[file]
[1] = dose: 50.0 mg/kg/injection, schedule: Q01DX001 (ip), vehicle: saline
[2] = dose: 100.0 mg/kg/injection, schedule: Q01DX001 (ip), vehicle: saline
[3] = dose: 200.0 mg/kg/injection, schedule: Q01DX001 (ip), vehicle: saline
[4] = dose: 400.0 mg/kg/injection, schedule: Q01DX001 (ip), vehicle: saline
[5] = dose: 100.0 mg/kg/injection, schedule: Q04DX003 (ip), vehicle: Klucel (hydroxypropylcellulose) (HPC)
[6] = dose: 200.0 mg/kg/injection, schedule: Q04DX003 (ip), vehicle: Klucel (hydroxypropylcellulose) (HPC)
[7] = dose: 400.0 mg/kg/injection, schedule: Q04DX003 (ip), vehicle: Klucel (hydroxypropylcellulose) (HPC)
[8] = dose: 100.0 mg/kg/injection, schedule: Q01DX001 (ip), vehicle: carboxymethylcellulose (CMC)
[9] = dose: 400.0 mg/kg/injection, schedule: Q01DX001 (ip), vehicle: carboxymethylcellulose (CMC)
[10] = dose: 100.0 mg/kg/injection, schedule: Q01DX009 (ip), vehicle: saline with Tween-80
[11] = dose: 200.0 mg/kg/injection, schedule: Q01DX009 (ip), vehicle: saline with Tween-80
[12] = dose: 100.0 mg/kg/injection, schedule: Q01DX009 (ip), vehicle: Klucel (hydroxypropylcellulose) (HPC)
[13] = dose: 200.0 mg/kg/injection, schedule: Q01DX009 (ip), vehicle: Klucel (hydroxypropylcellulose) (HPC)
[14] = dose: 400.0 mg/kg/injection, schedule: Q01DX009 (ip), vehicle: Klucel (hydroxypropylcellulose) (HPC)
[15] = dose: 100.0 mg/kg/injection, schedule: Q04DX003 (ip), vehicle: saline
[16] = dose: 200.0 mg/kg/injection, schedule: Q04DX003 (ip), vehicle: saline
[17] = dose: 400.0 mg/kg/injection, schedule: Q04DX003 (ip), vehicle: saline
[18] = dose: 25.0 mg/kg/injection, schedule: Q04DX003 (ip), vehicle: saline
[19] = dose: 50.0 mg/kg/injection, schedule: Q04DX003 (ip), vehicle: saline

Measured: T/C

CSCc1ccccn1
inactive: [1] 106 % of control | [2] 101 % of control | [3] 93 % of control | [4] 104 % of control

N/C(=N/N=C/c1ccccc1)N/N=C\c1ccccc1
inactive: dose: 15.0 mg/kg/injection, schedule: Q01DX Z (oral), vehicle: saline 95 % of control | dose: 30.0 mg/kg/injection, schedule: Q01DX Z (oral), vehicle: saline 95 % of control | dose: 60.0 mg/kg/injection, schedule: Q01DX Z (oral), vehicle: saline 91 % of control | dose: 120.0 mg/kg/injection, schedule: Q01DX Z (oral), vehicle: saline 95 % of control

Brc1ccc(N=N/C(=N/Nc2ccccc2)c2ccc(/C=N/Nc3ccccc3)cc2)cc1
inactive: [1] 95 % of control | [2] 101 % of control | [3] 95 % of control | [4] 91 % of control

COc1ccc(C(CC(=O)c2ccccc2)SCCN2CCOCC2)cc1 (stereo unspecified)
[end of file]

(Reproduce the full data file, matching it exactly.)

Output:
[1] = dose: 50.0 mg/kg/injection, schedule: Q01DX001 (ip), vehicle: saline
[2] = dose: 100.0 mg/kg/injection, schedule: Q01DX001 (ip), vehicle: saline
[3] = dose: 200.0 mg/kg/injection, schedule: Q01DX001 (ip), vehicle: saline
[4] = dose: 400.0 mg/kg/injection, schedule: Q01DX001 (ip), vehicle: saline
[5] = dose: 100.0 mg/kg/injection, schedule: Q04DX003 (ip), vehicle: Klucel (hydroxypropylcellulose) (HPC)
[6] = dose: 200.0 mg/kg/injection, schedule: Q04DX003 (ip), vehicle: Klucel (hydroxypropylcellulose) (HPC)
[7] = dose: 400.0 mg/kg/injection, schedule: Q04DX003 (ip), vehicle: Klucel (hydroxypropylcellulose) (HPC)
[8] = dose: 100.0 mg/kg/injection, schedule: Q01DX001 (ip), vehicle: carboxymethylcellulose (CMC)
[9] = dose: 400.0 mg/kg/injection, schedule: Q01DX001 (ip), vehicle: carboxymethylcellulose (CMC)
[10] = dose: 100.0 mg/kg/injection, schedule: Q01DX009 (ip), vehicle: saline with Tween-80
[11] = dose: 200.0 mg/kg/injection, schedule: Q01DX009 (ip), vehicle: saline with Tween-80
[12] = dose: 100.0 mg/kg/injection, schedule: Q01DX009 (ip), vehicle: Klucel (hydroxypropylcellulose) (HPC)
[13] = dose: 200.0 mg/kg/injection, schedule: Q01DX009 (ip), vehicle: Klucel (hydroxypropylcellulose) (HPC)
[14] = dose: 400.0 mg/kg/injection, schedule: Q01DX009 (ip), vehicle: Klucel (hydroxypropylcellulose) (HPC)
[15] = dose: 100.0 mg/kg/injection, schedule: Q04DX003 (ip), vehicle: saline
[16] = dose: 200.0 mg/kg/injection, schedule: Q04DX003 (ip), vehicle: saline
[17] = dose: 400.0 mg/kg/injection, schedule: Q04DX003 (ip), vehicle: saline
[18] = dose: 25.0 mg/kg/injection, schedule: Q04DX003 (ip), vehicle: saline
[19] = dose: 50.0 mg/kg/injection, schedule: Q04DX003 (ip), vehicle: saline

Measured: T/C

CSCc1ccccn1
inactive: [1] 106 % of control | [2] 101 % of control | [3] 93 % of control | [4] 104 % of control

N/C(=N/N=C/c1ccccc1)N/N=C\c1ccccc1
inactive: dose: 15.0 mg/kg/injection, schedule: Q01DX Z (oral), vehicle: saline 95 % of control | dose: 30.0 mg/kg/injection, schedule: Q01DX Z (oral), vehicle: saline 95 % of control | dose: 60.0 mg/kg/injection, schedule: Q01DX Z (oral), vehicle: saline 91 % of control | dose: 120.0 mg/kg/injection, schedule: Q01DX Z (oral), vehicle: saline 95 % of control

Brc1ccc(N=N/C(=N/Nc2ccccc2)c2ccc(/C=N/Nc3ccccc3)cc2)cc1
inactive: [1] 95 % of control | [2] 101 % of control | [3] 95 % of control | [4] 91 % of control

COc1ccc(C(CC(=O)c2ccccc2)SCCN2CCOCC2)cc1 (stereo unspecified)